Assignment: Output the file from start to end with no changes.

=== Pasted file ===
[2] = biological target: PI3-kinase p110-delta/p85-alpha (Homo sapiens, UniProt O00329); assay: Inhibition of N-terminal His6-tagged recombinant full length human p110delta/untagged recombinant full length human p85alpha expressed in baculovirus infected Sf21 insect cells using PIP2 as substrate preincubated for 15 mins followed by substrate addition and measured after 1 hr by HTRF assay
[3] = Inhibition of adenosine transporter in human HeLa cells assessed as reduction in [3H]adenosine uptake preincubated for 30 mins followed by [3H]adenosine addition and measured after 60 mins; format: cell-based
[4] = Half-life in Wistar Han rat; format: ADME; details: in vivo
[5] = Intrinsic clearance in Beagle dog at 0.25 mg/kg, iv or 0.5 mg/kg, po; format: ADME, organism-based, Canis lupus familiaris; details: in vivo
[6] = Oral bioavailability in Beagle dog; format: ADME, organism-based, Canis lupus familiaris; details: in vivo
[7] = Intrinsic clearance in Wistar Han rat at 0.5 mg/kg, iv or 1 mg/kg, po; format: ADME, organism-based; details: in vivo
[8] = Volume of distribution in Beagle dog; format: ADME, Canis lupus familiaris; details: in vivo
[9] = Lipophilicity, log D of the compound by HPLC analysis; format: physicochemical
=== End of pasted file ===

[2] = biological target: PI3-kinase p110-delta/p85-alpha (Homo sapiens, UniProt O00329); assay: Inhibition of N-terminal His6-tagged recombinant full length human p110delta/untagged recombinant full length human p85alpha expressed in baculovirus infected Sf21 insect cells using PIP2 as substrate preincubated for 15 mins followed by substrate addition and measured after 1 hr by HTRF assay
[3] = Inhibition of adenosine transporter in human HeLa cells assessed as reduction in [3H]adenosine uptake preincubated for 30 mins followed by [3H]adenosine addition and measured after 60 mins; format: cell-based
[4] = Half-life in Wistar Han rat; format: ADME; details: in vivo
[5] = Intrinsic clearance in Beagle dog at 0.25 mg/kg, iv or 0.5 mg/kg, po; format: ADME, organism-based, Canis lupus familiaris; details: in vivo
[6] = Oral bioavailability in Beagle dog; format: ADME, organism-based, Canis lupus familiaris; details: in vivo
[7] = Intrinsic clearance in Wistar Han rat at 0.5 mg/kg, iv or 1 mg/kg, po; format: ADME, organism-based; details: in vivo
[8] = Volume of distribution in Beagle dog; format: ADME, Canis lupus familiaris; details: in vivo
[9] = Lipophilicity, log D of the compound by HPLC analysis; format: physicochemical